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Another odd circumstance impressed itself on their attention. It was, that the door of their sitting-room was never left untouched for a quarter of an hour. It was opened with hesitation, opened with confidence, opened a little way, opened a good way, - always clapped-to again without a word of explanation. They were reading, they were writing, they were eating, they were drinking, they were talking, they were dozing; the door was always opened at an unexpected moment, and they looked towards it, and it was clapped- to again, and nobody was to be seen. When this had happened fifty times or so, Mr. Goodchild had said to his companion, jestingly: 'I begin to think, Tom, there was something wrong with those six old men.'
Night had come again, and they had been writing for two or three hours: writing, in short, a portion of the lazy notes from which these lazy sheets are taken. They had left off writing, and glasses were on the table between them. The house was closed and quiet. Around the head of Thomas Idle, as he lay upon his sofa, hovered light wreaths of fragrant smoke. The temples of Francis Goodchild, as he leaned back in his chair, with his two hands clasped behind his head, and his legs crossed, were similarly decorated.
They had been discussing several idle subjects of speculation, not omitting the strange old men, and were still so occupied, when Mr. Goodchild abruptly changed his attitude to wind up his watch. They were just becoming drowsy enough to be stopped in their talk by any such slight check. Thomas Idle, who was speaking at the moment, paused and said, 'How goes it?'
'One,' said Goodchild.
As if he had ordered One old man, and the order were promptly executed (truly, all orders were so, in that excellent hotel), the door opened, and One old man stood there.
He did not come in, but stood with the door in his hand.
'One of the six, Tom, at last!' said Mr. Goodchild, in a surprised whisper. - 'Sir, your pleasure?'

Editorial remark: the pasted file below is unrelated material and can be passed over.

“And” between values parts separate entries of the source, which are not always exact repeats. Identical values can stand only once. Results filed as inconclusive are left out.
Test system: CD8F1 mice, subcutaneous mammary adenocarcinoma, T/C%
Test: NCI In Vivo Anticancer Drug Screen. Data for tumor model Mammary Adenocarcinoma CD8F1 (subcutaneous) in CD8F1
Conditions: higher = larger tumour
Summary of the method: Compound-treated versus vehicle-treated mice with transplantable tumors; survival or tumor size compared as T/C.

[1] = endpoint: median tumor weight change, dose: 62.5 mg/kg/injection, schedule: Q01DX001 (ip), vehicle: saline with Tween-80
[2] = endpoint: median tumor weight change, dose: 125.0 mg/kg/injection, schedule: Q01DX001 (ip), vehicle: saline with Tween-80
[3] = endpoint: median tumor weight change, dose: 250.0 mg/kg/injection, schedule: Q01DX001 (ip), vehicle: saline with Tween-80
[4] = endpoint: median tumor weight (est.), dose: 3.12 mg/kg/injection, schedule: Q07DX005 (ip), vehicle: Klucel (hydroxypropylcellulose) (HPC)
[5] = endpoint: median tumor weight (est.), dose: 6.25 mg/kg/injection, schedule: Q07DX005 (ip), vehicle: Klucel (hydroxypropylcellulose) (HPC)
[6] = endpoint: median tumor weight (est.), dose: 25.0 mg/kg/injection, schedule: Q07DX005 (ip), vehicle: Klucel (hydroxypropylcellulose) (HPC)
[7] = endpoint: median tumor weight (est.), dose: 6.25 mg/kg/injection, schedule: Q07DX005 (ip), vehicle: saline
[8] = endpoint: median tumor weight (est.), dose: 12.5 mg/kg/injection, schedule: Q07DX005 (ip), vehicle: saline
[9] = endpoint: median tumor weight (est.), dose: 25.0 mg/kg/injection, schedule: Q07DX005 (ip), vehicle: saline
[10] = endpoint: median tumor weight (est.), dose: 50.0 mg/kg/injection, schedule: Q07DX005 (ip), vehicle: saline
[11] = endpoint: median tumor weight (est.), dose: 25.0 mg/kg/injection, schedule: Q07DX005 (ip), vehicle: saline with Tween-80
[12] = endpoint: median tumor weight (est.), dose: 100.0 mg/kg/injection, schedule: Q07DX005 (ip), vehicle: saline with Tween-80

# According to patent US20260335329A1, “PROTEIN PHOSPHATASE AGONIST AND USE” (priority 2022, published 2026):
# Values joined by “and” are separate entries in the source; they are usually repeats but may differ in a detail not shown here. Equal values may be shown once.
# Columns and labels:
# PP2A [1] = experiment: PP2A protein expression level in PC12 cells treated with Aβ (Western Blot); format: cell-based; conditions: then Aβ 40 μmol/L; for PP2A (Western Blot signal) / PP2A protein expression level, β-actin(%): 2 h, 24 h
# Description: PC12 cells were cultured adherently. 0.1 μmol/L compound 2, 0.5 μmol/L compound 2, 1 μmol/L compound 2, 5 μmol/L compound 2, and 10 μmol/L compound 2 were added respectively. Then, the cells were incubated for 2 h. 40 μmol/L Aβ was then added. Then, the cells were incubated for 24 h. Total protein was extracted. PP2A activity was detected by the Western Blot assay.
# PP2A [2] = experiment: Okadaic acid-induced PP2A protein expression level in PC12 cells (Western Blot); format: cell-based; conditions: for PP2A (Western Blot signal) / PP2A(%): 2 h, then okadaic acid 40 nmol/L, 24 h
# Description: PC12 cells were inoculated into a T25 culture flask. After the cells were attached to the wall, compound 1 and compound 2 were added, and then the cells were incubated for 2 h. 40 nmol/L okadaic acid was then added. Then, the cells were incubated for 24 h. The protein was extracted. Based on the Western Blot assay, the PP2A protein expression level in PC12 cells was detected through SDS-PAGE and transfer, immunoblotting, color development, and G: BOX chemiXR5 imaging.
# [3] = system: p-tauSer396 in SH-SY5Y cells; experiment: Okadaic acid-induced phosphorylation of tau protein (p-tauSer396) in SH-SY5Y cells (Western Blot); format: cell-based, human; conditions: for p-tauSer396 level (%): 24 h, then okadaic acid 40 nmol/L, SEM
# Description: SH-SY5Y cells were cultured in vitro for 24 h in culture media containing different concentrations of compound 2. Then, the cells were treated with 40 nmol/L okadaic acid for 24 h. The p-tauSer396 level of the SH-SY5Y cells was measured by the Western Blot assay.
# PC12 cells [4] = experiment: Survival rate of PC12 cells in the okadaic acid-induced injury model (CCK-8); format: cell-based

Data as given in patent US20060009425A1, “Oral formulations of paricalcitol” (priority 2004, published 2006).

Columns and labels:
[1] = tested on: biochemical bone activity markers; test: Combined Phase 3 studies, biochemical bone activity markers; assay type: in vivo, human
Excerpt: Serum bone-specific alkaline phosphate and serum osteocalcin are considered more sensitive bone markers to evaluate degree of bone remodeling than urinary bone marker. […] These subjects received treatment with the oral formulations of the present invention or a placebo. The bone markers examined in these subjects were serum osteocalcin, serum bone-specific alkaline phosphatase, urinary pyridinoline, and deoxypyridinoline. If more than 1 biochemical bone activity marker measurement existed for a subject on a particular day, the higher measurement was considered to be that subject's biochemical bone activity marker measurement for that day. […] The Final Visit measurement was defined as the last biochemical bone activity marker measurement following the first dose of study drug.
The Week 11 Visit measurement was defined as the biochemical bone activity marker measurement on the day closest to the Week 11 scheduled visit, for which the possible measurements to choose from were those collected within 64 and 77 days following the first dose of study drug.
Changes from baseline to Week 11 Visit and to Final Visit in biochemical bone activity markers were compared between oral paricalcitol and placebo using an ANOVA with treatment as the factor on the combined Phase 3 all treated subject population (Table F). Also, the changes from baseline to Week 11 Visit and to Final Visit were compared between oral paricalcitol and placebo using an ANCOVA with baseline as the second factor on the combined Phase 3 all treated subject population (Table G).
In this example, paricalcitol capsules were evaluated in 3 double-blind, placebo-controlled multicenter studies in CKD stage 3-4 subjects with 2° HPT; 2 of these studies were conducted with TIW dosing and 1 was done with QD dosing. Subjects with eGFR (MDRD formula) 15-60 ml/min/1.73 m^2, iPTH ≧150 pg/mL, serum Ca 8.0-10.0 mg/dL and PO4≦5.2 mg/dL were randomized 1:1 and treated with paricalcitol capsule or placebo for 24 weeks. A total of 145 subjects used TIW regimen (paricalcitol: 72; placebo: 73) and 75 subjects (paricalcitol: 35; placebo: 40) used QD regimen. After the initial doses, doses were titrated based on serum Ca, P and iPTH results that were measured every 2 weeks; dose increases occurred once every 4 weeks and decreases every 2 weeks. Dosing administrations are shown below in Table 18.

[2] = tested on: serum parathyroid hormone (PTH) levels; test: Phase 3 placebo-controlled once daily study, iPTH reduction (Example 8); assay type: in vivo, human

'Sir, YOUR pleasure?' said the One old man.
'I didn't ring.'
'The bell did,' said the One old man.
He said BELL, in a deep, strong way, that would have expressed the church Bell.
'I had the pleasure, I believe, of seeing you, yesterday?' said Goodchild.
'I cannot undertake to say for certain,' was the grim reply of the One old man.
'I think you saw me? Did you not?'
'Saw YOU?' said the old man. 'O yes, I saw you. But, I see many who never see me.'
A chilled, slow, earthy, fixed old man. A cadaverous old man of measured speech. An old man who seemed as unable to wink, as if his eyelids had been nailed to his forehead. An old man whose eyes - two spots of fire - had no more motion than if they had been connected with the back of his skull by screws driven through it, and rivetted and bolted outside, among his grey hair.
The night had turned so cold, to Mr. Goodchild's sensations, that he shivered. He remarked lightly, and half apologetically, 'I think somebody is walking over my grave.'
'No,' said the weird old man, 'there is no one there.'
Mr. Goodchild looked at Idle, but Idle lay with his head enwreathed in smoke.
'No one there?' said Goodchild.
'There is no one at your grave, I assure you,' said the old man.
He had come in and shut the door, and he now sat down. He did not bend himself to sit, as other people do, but seemed to sink bolt upright, as if in water, until the chair stopped him.
'My friend, Mr. Idle,' said Goodchild, extremely anxious to introduce a third person into the conversation.
'I am,' said the old man, without looking at him, 'at Mr. Idle's service.'
'If you are an old inhabitant of this place,' Francis Goodchild resumed.
'Perhaps you can decide a point my friend and I were in doubt upon, this morning. They hang condemned criminals at the Castle, I believe?'
'I believe so,' said the old man.
'Are their faces turned towards that noble prospect?'